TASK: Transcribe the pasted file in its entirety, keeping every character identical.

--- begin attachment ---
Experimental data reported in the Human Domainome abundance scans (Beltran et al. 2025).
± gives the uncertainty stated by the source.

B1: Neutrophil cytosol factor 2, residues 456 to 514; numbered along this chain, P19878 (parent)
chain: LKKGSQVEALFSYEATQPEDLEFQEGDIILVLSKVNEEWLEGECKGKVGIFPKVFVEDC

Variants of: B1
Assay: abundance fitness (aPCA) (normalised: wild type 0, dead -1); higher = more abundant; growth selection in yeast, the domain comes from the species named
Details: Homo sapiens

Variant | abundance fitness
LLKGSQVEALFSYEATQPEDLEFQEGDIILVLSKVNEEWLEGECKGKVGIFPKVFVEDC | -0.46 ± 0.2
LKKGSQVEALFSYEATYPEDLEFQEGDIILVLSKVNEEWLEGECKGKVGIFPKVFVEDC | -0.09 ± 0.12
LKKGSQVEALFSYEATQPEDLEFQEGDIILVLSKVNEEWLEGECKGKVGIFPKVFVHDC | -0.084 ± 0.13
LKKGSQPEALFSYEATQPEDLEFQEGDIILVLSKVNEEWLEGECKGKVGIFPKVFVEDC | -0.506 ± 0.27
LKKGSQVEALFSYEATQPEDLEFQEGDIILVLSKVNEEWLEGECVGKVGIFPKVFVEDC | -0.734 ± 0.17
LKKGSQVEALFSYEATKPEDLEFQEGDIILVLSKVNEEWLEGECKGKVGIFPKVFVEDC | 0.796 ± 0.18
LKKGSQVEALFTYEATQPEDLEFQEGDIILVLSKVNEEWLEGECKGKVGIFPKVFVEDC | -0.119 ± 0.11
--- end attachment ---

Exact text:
Experimental data reported in the Human Domainome abundance scans (Beltran et al. 2025).
± gives the uncertainty stated by the source.

B1: Neutrophil cytosol factor 2, residues 456 to 514; numbered along this chain, P19878 (parent)
chain: LKKGSQVEALFSYEATQPEDLEFQEGDIILVLSKVNEEWLEGECKGKVGIFPKVFVEDC

Variants of: B1
Assay: abundance fitness (aPCA) (normalised: wild type 0, dead -1); higher = more abundant; growth selection in yeast, the domain comes from the species named
Details: Homo sapiens

Variant | abundance fitness
LLKGSQVEALFSYEATQPEDLEFQEGDIILVLSKVNEEWLEGECKGKVGIFPKVFVEDC | -0.46 ± 0.2
LKKGSQVEALFSYEATYPEDLEFQEGDIILVLSKVNEEWLEGECKGKVGIFPKVFVEDC | -0.09 ± 0.12
LKKGSQVEALFSYEATQPEDLEFQEGDIILVLSKVNEEWLEGECKGKVGIFPKVFVHDC | -0.084 ± 0.13
LKKGSQPEALFSYEATQPEDLEFQEGDIILVLSKVNEEWLEGECKGKVGIFPKVFVEDC | -0.506 ± 0.27
LKKGSQVEALFSYEATQPEDLEFQEGDIILVLSKVNEEWLEGECVGKVGIFPKVFVEDC | -0.734 ± 0.17
LKKGSQVEALFSYEATKPEDLEFQEGDIILVLSKVNEEWLEGECKGKVGIFPKVFVEDC | 0.796 ± 0.18
LKKGSQVEALFTYEATQPEDLEFQEGDIILVLSKVNEEWLEGECKGKVGIFPKVFVEDC | -0.119 ± 0.11